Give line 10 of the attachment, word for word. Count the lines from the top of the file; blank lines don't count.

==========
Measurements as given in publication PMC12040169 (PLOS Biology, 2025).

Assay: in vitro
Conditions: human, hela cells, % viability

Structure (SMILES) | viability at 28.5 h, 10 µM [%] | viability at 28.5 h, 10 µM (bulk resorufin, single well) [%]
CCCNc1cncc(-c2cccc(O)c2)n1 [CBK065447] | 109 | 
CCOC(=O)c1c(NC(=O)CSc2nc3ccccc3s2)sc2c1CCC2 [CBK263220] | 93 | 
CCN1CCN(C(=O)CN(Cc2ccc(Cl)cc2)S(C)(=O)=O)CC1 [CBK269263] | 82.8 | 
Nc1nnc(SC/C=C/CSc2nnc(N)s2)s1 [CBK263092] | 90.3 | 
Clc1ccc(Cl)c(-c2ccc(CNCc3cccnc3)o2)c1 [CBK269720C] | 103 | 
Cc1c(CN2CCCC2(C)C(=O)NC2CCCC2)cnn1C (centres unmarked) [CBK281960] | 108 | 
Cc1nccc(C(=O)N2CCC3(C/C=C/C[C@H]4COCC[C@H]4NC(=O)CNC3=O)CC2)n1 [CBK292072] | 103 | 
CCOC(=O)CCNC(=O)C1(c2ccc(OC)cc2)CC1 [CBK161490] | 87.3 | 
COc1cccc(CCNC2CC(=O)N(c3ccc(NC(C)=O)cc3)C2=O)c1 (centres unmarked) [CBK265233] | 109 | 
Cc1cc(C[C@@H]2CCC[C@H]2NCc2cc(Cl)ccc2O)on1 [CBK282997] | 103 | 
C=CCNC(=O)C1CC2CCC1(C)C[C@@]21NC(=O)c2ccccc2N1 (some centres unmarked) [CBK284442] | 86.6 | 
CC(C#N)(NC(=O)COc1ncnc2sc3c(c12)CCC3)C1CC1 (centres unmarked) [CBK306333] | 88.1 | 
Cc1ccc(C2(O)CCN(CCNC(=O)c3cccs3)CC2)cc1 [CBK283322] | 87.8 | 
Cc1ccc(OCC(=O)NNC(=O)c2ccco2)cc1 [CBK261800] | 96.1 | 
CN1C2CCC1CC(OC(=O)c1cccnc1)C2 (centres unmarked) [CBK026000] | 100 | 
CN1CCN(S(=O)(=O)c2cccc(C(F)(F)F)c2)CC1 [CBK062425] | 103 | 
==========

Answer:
Cc1c(CN2CCCC2(C)C(=O)NC2CCCC2)cnn1C (centres unmarked) [CBK281960] | 108 | 